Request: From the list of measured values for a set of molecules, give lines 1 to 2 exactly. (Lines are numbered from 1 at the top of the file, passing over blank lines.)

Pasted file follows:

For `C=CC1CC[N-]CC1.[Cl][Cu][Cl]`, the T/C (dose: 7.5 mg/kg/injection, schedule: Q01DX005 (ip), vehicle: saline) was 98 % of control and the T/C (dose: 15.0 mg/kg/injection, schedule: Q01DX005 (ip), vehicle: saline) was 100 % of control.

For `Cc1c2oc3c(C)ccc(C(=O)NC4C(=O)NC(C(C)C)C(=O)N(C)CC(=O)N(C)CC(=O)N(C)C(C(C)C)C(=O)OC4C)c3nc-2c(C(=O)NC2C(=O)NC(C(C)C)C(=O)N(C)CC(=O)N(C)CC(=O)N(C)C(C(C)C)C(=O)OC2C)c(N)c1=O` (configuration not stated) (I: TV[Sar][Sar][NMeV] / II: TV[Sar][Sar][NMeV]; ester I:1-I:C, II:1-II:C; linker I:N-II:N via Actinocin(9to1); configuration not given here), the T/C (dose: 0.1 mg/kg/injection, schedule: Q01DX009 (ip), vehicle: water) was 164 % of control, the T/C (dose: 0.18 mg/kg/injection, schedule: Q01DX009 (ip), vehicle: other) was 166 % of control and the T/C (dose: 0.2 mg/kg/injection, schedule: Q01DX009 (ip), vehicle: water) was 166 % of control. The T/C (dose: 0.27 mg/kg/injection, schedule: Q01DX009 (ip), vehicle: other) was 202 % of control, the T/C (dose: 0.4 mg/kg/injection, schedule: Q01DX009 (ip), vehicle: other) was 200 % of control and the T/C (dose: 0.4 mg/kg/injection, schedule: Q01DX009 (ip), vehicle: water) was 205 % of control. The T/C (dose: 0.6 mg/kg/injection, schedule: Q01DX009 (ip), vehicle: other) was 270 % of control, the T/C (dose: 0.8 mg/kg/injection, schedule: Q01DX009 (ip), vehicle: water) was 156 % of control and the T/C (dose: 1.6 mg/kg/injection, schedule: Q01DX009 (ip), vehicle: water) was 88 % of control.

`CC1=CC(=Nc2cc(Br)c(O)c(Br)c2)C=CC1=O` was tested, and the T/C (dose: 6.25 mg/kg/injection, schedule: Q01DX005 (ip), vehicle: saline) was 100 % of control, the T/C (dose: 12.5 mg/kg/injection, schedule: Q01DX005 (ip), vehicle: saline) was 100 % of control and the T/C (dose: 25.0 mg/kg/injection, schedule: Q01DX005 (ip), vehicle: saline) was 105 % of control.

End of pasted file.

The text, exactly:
For `C=CC1CC[N-]CC1.[Cl][Cu][Cl]`, the T/C (dose: 7.5 mg/kg/injection, schedule: Q01DX005 (ip), vehicle: saline) was 98 % of control and the T/C (dose: 15.0 mg/kg/injection, schedule: Q01DX005 (ip), vehicle: saline) was 100 % of control.

For `Cc1c2oc3c(C)ccc(C(=O)NC4C(=O)NC(C(C)C)C(=O)N(C)CC(=O)N(C)CC(=O)N(C)C(C(C)C)C(=O)OC4C)c3nc-2c(C(=O)NC2C(=O)NC(C(C)C)C(=O)N(C)CC(=O)N(C)CC(=O)N(C)C(C(C)C)C(=O)OC2C)c(N)c1=O` (configuration not stated) (I: TV[Sar][Sar][NMeV] / II: TV[Sar][Sar][NMeV]; ester I:1-I:C, II:1-II:C; linker I:N-II:N via Actinocin(9to1); configuration not given here), the T/C (dose: 0.1 mg/kg/injection, schedule: Q01DX009 (ip), vehicle: water) was 164 % of control, the T/C (dose: 0.18 mg/kg/injection, schedule: Q01DX009 (ip), vehicle: other) was 166 % of control and the T/C (dose: 0.2 mg/kg/injection, schedule: Q01DX009 (ip), vehicle: water) was 166 % of control. The T/C (dose: 0.27 mg/kg/injection, schedule: Q01DX009 (ip), vehicle: other) was 202 % of control, the T/C (dose: 0.4 mg/kg/injection, schedule: Q01DX009 (ip), vehicle: other) was 200 % of control and the T/C (dose: 0.4 mg/kg/injection, schedule: Q01DX009 (ip), vehicle: water) was 205 % of control. The T/C (dose: 0.6 mg/kg/injection, schedule: Q01DX009 (ip), vehicle: other) was 270 % of control, the T/C (dose: 0.8 mg/kg/injection, schedule: Q01DX009 (ip), vehicle: water) was 156 % of control and the T/C (dose: 1.6 mg/kg/injection, schedule: Q01DX009 (ip), vehicle: water) was 88 % of control.